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  • Avg Rating:4.71 / 5
  • Ratings:24
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Sladjana*Gorim Od Želje Da Ubijem Noć

Label:PGP RTB – LP 55 5384
Format:
Vinyl, LP, Album
Country:Yugoslavia
Released:
Genre:Rock
Style:New Wave, Pop Rock

Tracklist

A1Očigledno Nije Mi Svejedno
Music ByE. Lesić*
A2Pusti Neka Stvari Teku Svojim Tokom
Arranged ByL. Ristovski*
Music ByH.G. Semedo*
A3Gorim Od Želje Da Ubijem Noć
Music ByM. Petkovski*
A4Amsterdam
Arranged ByS. Milošević*
Music By, Lyrics ByM. Glišić*
B1Moja Čudna Putovanja
Music ByE. Lesić*
B2Čuvaj Me
Music ByA. Ilić*
B3Moj Brat Po Pesmi
Music ByA. Milovanović*
Violin [Solo]Slađana Milošević
B4Kontroliši Se
Music ByS. Milošević*
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Credits

Notes

Recorded Nov-Dec 1979.
Gatefold sleeve.
(P) 1979

Barcode and Other Identifiers

  • Rights Society: SOKOJ
  • Matrix / Runout (Runout A): LP 5384 A 19180
  • Matrix / Runout (Runout B): LP 5384 B 19180
  • Other (First print run, 5000 copies, on A side label): I-5 000

Other Versions (1)View All

Title (Format)LabelCat#CountryYear
New Submission
Gorim Od Želje Da Ubijem Noć (Cassette, Album, Stereo)PGP RTBZK 50126Yugoslavia1980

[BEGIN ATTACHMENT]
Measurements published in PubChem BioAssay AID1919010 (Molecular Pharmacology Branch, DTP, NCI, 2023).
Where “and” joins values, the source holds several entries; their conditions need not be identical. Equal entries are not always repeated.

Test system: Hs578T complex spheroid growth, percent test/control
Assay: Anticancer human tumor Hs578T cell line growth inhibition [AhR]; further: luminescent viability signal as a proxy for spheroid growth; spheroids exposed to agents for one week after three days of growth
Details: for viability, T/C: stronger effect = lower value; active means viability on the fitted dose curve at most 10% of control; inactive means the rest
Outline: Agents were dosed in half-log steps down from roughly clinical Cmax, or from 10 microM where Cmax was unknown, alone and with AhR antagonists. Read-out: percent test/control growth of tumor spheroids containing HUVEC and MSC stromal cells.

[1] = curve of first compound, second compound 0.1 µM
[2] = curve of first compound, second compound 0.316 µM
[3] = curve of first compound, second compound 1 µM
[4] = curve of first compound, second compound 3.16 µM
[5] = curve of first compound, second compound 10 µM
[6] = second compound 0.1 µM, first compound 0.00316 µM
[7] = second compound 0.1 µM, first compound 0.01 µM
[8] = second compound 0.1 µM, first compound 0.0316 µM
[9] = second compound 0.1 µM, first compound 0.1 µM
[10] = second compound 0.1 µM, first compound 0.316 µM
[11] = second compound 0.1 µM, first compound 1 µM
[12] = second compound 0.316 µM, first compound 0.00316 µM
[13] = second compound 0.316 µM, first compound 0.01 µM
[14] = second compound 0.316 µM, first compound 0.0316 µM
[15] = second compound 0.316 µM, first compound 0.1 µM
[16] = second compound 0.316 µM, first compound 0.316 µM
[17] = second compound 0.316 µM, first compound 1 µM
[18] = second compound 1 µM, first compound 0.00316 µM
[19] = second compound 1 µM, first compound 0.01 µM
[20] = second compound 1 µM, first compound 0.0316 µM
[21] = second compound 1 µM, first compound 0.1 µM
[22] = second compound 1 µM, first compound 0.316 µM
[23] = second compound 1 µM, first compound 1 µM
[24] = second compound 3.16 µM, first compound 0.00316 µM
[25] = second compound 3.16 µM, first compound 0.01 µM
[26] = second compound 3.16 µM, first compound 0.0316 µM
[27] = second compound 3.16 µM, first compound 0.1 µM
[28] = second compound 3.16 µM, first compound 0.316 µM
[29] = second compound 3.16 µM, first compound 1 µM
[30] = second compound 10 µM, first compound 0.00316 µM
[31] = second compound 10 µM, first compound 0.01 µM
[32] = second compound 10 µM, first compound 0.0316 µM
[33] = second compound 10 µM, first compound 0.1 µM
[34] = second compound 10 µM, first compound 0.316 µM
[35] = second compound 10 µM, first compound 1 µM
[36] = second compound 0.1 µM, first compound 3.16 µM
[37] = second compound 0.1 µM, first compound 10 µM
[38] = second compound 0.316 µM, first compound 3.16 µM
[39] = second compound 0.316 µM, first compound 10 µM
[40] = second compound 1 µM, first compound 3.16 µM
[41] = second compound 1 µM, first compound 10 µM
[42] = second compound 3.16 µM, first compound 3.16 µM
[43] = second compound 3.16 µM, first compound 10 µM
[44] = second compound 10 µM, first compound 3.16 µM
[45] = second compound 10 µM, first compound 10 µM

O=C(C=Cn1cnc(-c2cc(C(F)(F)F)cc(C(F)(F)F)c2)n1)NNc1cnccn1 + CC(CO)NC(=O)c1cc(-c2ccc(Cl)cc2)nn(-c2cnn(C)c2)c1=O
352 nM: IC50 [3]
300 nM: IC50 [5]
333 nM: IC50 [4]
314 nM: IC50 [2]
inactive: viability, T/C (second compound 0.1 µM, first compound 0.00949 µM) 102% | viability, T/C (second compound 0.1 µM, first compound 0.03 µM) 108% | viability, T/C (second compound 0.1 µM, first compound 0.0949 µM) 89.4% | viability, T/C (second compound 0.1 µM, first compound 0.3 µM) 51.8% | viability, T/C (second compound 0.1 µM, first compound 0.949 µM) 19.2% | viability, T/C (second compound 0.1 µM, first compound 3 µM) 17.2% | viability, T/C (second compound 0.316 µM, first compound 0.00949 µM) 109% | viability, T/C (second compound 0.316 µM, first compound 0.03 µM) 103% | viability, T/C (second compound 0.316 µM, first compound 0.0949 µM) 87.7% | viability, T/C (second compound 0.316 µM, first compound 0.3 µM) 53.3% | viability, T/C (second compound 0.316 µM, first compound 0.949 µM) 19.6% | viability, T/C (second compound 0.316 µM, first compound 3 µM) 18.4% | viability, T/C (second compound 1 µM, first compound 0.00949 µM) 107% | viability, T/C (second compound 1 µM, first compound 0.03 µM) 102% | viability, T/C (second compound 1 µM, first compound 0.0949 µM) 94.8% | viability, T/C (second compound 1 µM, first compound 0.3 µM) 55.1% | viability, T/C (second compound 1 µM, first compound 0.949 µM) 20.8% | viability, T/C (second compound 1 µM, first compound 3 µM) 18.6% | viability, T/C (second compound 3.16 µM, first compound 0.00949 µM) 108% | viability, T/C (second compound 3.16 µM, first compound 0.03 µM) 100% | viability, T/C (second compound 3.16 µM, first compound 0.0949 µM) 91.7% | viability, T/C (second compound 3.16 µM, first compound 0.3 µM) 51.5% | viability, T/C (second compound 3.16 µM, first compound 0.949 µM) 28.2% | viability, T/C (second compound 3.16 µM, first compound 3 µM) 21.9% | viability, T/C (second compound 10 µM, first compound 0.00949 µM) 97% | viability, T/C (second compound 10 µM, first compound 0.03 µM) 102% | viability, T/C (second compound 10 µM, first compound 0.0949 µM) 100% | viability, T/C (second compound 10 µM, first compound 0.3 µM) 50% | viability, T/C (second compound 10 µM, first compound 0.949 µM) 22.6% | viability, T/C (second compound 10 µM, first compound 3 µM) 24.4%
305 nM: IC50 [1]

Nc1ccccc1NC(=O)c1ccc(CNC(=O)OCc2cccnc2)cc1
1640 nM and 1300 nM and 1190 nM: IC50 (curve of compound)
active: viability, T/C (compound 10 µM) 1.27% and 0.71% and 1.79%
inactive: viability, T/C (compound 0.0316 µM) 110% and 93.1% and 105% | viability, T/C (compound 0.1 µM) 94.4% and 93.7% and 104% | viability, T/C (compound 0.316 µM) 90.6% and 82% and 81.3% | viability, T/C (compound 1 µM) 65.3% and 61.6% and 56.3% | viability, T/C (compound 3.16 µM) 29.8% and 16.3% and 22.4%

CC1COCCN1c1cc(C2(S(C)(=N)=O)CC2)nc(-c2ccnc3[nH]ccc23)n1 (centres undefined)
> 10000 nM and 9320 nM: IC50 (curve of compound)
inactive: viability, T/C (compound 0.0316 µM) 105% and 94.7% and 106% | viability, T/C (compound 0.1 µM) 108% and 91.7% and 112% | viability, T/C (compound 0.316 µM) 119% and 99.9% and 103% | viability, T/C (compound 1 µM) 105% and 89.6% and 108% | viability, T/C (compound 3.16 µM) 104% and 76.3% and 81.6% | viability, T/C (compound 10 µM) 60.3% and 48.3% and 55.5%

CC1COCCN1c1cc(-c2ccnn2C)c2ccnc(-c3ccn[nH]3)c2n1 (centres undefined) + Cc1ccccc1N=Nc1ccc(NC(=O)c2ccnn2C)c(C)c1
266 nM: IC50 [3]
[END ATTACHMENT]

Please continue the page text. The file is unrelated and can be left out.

Reviews

1969SL's avatar
1969SL
Surprisingly strong debut album by Belgrade-born rock singer released back in 1979, just at the start of her long career.

Slađana Milošević had never struck me as specially interesting vocalist and to be honest, back in the day she seems to have been manipulating media interest mainly trough outrageous image and Nina Hagen-kind of outfits. Ask anybody who was listening local pop music than and chances are Milošević was remembered somewhere on the fringes of the business as rebellious outsider whose artistic expressions (interesting as they might have been) were way above heads of mainstream audience. By all accounts interesting artist with a background in classical music, lady has never really been top star and even though female rock singers were hard to count on fingers of one hand, in this case cellophane overshadowed the substance. Where Josipa Lisac and Baby Doll (two equally visually eccentric singers) always legitimized their photo sessions with outstanding vocals, Milošević simply wasn't such sensational singer.

This is why it comes as such surprise to re-discover her 1979 album which is actually very strong pop/rock collection.
Sure, Milošević can't do much besides occasional nasty (but effective) snarl and vampy croon, but music is surely good - as it should have been, since some very strong musicians were involved here (Ipe Ivandić, Laza Ristovski, Dragan Jovanović) and its energetic, uncompromising, fun album with no filler at all. In fact, guitar wizardry on "Amsterdam" is enough to save her place in any anthology. Every single song is a great fun - in spite of lack of vocal virtuosity, lady holds her own quite well - and it still sounds very strong, even after all these years. The closing finale "Kontroliši se" is a disco celebration that brings album a little bit outside of its rock roots, but this sidestep is actually welcome surprise. Perhaps I should go back and re-visit her discography, after all.